When Bill Knaggs retired at the age of 60, he moved to Stanley to spend the last 23 years of his life. Bill was shot down over Northern France in 1944, only one of two crew members of his Avro Lancaster bomber to survive; Knaggs not only survived the crash, he managed to reach safety with the help of the French Resistance.
Knaggs was the bomb aimer on RAF 106 Squadron Avro Lancaster LL975 (ZN-H) on a mission to bomb a V-1 Rocket construction site at Pommeréval, south of Dieppe, France, on the night of 24/25 June 1944. The weather was fine and 17 aircraft from the squadron had been tasked to join over 700 aircraft attacking seven V-1 flying bomb sites. All aircraft were airborne by 22.23 hours and the good visibility allowed for accurate bombing from a height of 6,500 feet to 9,000 feet. Each aircraft dropped 18 500 lb bombs, two of which were Delayed Action fused.
Anti-aircraft flak was heavy, but no night fighters were seen, or so it was reported. From the bomber force, five Lancasters failed to return including LL975 which crashed in the target area.
A Messerschmitt BF 110 attacked and badly damaged LL975, the crew were ordered to bale-out, however, only Knaggs and Bill McPhail managed to escape.
Knaggs landed safely, despite having managed to get onlybut one arm in the straps of his parachute. He had a heavy landing but was safe, for the moment. His next move was to avoid being captured. For six nights and seven days, he headed towards Rouen where he thought he might find help, all the time distancing himself from any search party that might have found his discarded parachute.
Eventually, he was taken in by the French Resistance (La Résistance) and found safe places to hide until the Allies, who had landed in Normandy on 6 June 1944, arrived. Troops arrived in Paris on 25 August 1944 and Bill met two Canadian officers the following morning in the village where he was been looked after.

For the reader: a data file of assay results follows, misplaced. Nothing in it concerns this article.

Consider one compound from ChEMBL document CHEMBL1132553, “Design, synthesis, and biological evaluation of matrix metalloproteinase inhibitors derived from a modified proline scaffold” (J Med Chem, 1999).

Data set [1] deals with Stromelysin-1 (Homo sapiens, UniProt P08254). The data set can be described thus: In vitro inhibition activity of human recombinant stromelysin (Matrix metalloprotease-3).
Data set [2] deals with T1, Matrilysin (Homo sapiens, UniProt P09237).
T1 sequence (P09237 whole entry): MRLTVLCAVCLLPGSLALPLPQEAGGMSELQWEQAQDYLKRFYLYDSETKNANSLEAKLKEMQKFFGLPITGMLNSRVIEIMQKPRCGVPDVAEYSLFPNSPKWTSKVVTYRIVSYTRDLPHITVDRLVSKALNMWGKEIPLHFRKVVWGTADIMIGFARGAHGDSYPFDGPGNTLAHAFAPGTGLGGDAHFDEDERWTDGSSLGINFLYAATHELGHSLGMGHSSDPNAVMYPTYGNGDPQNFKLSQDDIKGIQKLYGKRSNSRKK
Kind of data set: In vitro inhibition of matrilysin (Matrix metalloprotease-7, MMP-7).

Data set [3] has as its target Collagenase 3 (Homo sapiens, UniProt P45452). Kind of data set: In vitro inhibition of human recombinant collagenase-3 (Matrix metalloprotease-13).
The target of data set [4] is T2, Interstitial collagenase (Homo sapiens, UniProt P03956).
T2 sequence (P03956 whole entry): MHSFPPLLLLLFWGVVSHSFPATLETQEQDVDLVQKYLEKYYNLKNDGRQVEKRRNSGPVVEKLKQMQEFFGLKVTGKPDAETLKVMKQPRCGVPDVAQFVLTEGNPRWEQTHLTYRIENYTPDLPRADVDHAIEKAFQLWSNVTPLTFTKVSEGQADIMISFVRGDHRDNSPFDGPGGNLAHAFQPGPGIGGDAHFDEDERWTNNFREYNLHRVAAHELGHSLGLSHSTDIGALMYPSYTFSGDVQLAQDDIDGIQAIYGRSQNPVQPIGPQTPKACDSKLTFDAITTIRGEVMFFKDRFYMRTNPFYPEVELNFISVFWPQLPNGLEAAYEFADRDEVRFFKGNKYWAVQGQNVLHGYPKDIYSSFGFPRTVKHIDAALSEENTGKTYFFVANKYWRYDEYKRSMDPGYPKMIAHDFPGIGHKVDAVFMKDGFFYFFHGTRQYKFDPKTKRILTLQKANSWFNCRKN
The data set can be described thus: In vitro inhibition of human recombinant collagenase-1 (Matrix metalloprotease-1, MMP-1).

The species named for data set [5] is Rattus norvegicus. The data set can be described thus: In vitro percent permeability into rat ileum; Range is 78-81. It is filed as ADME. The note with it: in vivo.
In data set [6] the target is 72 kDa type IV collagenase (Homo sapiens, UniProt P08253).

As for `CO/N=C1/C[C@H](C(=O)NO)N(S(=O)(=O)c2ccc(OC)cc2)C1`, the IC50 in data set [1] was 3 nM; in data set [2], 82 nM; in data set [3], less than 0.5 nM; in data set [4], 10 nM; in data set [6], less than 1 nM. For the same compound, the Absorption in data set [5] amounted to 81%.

Knaggs’ amazing story is told in full in a book, The Easy Trip, he wrote in 2001. It was published by Perth & Kinross Libraries, ISBN 0 905452 34 8.
The title of his book comes from the intelligence officer’s assessment at his flight briefing, he advised ‘ little anti-aircraft fire anticipated in the target area and no night fighter opposition expected, adding that it would be a short, easy trip’.
Knaggs was born in Edinburgh and passed away in Perth Royal Infirmary on 21 January 2008 at the age of 85.
Wing Commander Guy Penrose Gibson VC, DSO & Bar, DFC & Bar was commander of RAF 106 squadron at RAF Syerston, Nottinghamshire until he was posted 21 March 1943 to command the newly formed RAF 617 Squadron at RAF Scampton, better known as ‘The Dambusters’.
SQUADRON CRESTS AND MOTTOES OF THE R.A.F. (CH 9188) Original wartime caption: The following are crests and mottoes of various R.A.F. squadrons. (Picture issued 1943). No.CVI  Squadron : ‘PRO LIBERTATE’ – ‘For Freedon’. Copyright: © IWM. Original Source: http://www.iwm.org.uk/collections/item/object/205449007